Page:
I consider myself to be a very competitive person. Anybody who has ever played against me in a board game or on a sports field is pretty aware of this.
I play fair and hard. I’ll never cheat and don’t throw tantrums. But I really hate to lose. So, you can only imagine what I feel like when I’m having one of those nights while playing video poker.
Gambling isn’t exactly the type of thing one does if they hate to lose. Even if you’re playing video poker or blackjack, games that are near 100%, you’re still going to lose more than 50% of the time over short sessions. Not a bad record if you’re the Marlins, but I prefer to win, well, closer to 100% of the time.
When I’m on the sports field, I have a significant amount of control in the outcome. If I’m playing tennis, well, it is just about all on me. If I’m playing softball, I can do my best to get on base when I’m at bat and make all the plays that come to me. I can’t help my right fielder catch the ball, however.
In this regard, gambling is more of a team sport than a single player sport. I’m an expert at just about any game in the casino that I will sit down to play. So, I can make sure I’ll play each hand the way I should to maximize my overall payback.
Unfortunately, luck still plays a significant role in casino gambling (kind of like my right fielder catching the flyball?). I can’t control which hands I’m dealt. In the long run, I know I will get my fair share of each type of hand.
In a given night, the difference between winning and losing is about getting your fair share of key hands. You’re not going to make money off of 4-card Straights, so you don’t usually keep track of how many you got.
When we look at the final paying hands of video poker, it should be no surprise that most of the payback comes from the bottom three hands.
Jacks or Better gives us about 21-22% of our payback. Two Pair gives us 26%, and Three of a Kind gives us another 20-21%. This is almost 70% of a total of 99.5% payback.
Straights give us over 4%, Flushes over 6% and and Full Houses around 10%. That brings us to 90%. Four of a Kinds give us about 6%, Straight Flushes a mere 0.5% and Royal Flushes the remaining 2%.
The more common a hand is, the more likely – no matter how weird your session is going – at the end of it, you’re going to have very close to the number of those hands you are supposed to.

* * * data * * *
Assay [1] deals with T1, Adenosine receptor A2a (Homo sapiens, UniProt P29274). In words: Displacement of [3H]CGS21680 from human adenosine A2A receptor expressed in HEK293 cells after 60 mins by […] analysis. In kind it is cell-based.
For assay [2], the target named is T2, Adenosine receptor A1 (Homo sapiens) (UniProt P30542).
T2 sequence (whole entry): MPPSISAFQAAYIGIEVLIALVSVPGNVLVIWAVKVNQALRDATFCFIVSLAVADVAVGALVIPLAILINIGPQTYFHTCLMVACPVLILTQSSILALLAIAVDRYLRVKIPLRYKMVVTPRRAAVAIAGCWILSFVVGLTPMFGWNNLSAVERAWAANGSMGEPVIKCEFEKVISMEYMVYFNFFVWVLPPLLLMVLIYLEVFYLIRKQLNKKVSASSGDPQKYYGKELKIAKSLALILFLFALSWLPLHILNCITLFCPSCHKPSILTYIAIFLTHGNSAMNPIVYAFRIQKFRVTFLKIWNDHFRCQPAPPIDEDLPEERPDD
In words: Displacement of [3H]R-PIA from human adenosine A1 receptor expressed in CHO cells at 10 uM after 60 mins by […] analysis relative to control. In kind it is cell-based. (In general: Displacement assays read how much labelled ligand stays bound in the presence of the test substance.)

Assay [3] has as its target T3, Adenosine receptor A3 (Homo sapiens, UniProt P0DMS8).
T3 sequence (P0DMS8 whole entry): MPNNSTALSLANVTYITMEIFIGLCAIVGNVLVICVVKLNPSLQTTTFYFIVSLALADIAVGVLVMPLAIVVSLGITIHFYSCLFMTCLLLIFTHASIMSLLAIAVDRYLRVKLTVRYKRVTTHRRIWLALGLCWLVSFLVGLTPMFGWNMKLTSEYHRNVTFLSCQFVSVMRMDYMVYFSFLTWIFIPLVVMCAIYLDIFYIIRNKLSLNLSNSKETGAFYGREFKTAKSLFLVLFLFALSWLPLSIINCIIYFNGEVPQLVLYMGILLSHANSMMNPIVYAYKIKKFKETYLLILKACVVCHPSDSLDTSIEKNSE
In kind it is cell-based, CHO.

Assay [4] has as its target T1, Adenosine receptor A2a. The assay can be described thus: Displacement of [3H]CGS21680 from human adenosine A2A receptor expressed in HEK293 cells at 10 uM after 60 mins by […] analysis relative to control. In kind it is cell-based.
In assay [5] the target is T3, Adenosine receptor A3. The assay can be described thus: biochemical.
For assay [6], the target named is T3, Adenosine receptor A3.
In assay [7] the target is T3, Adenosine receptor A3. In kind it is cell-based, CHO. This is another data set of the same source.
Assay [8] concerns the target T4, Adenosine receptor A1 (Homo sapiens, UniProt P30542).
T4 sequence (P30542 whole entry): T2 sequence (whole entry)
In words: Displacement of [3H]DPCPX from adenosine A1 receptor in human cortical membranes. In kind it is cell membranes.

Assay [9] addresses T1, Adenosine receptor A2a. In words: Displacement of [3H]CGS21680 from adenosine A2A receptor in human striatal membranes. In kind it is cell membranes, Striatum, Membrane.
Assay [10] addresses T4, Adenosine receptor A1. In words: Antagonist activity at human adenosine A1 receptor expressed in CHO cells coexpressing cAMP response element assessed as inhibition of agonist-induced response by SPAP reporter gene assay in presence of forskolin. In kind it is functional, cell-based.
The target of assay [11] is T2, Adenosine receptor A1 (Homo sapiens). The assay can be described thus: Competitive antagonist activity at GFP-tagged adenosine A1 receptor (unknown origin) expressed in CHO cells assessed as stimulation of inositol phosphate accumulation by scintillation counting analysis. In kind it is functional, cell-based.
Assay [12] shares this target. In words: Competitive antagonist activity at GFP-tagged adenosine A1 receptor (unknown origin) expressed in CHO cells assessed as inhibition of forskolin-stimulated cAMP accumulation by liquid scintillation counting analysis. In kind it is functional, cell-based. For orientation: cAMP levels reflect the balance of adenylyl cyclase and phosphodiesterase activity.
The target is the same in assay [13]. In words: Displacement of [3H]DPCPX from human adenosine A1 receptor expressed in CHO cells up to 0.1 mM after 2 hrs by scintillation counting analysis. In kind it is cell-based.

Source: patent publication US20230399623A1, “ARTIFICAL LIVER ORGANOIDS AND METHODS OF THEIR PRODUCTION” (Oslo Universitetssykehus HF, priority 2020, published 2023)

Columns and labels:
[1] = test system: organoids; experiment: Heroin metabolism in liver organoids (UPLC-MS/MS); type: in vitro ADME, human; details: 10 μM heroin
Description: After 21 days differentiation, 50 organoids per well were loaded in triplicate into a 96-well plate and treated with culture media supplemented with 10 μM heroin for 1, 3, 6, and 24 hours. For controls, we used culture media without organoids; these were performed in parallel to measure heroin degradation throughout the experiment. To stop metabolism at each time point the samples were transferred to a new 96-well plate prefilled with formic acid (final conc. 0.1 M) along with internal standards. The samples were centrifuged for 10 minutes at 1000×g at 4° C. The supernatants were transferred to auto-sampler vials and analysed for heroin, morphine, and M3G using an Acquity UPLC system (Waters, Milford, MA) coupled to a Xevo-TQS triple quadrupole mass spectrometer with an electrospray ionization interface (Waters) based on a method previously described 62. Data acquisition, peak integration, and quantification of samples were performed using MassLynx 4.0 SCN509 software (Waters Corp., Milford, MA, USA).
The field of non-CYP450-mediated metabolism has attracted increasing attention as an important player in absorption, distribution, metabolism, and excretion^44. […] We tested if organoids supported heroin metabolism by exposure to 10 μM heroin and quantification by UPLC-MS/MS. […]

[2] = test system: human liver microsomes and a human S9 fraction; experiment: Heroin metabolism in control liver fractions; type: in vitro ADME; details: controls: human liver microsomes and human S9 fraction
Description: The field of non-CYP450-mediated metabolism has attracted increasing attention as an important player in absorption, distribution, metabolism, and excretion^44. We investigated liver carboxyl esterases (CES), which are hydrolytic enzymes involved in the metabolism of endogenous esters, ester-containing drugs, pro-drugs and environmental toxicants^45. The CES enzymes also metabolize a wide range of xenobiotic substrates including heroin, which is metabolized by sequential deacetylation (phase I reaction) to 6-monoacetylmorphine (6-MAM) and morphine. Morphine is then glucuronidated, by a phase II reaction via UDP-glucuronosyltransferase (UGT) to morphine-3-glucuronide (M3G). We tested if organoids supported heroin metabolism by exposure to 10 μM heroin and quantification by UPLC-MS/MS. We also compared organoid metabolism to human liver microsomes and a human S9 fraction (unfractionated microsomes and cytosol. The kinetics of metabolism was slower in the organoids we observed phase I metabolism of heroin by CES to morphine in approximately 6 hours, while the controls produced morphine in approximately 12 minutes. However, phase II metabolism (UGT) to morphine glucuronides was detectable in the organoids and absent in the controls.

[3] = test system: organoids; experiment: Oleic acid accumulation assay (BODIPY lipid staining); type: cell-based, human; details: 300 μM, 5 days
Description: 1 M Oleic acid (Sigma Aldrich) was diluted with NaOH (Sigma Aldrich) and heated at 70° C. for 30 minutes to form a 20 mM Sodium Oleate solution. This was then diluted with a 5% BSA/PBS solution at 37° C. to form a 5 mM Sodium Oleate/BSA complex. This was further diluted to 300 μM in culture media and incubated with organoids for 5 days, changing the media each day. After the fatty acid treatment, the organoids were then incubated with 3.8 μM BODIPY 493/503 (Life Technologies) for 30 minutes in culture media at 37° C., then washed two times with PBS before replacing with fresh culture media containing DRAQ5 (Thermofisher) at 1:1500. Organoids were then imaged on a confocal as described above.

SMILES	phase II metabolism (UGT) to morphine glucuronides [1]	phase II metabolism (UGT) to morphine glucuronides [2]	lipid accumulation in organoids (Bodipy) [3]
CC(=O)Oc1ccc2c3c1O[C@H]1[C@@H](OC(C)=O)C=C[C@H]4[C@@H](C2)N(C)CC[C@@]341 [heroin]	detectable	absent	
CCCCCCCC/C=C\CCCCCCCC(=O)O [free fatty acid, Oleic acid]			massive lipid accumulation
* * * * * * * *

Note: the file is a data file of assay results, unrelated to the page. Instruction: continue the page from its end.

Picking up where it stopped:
So, if you play 3,000 hands and the average shows you should have about 650 High Pairs, you’re not going to find out you only had 500 of them. Maybe you have 630 on a bad night and 670 on a good night, but you’ll get very close to the 21-22% payback you are supposed to.
On the other end of the spectrum is the Royal Flush. If you play 3,000 hands, you’re well below the roughly 40,000 hands it takes to catch a Royal. If you play a session and miss the Royal, you’re inherently playing at 97.5%. If you hit one then, well, you’re assuredly playing well over 100%.
As a result, there really isn’t a lot to discuss where the Royal is concerned. It is literally hit or miss. Straight Flushes simply don’t add enough to the mix and are also so rare you can’t really look to them for a good or bad night.
The critical hand is Four of a Kind. Earlier I said they make up 6% of the payback. That is on a Jacks or Better game. Move to Bonus or Double Bonus or Double Double Bonus and this number goes way up. You win or lose in these games based on two key factors. Do you get your fair share of Quads and which Quads do you get (when playing the bonus games)?
If you play 3,000 hands, you can “expect” to hit about seven Four of a Kinds. It would not be uncommon to play this many hands and get only two or three. If you have one of these nights, you’re not likely to walk out a winner. Quite frankly, you may not walk out with any of your bankroll left. Fortunately, it is just as common to get 10 or 11 of them.
In these cases, you are very likely to walk out a winner. If you’re playing Double Double, you’ll also want to hit some of the bonus Quads and/or the “double” bonus quad with one of the kickers.
Playing the right strategy is, of course, a critical component of getting your fair share of Four of a Kinds. But, the right strategy does only so much to make the fifth card in Quad 3’s also be a 2, 4 or Ace.
Sometimes it just takes luck to have that good night. Sometimes my right fielder actually catches the ball. All I can do is hope.
Elliot Frome is a second generation gaming analyst and author. His math credits include Ultimate Texas Hold’em, Mississippi Stud, House Money and many other games. His website is www.gambatria.com. Contact Elliot at [email protected].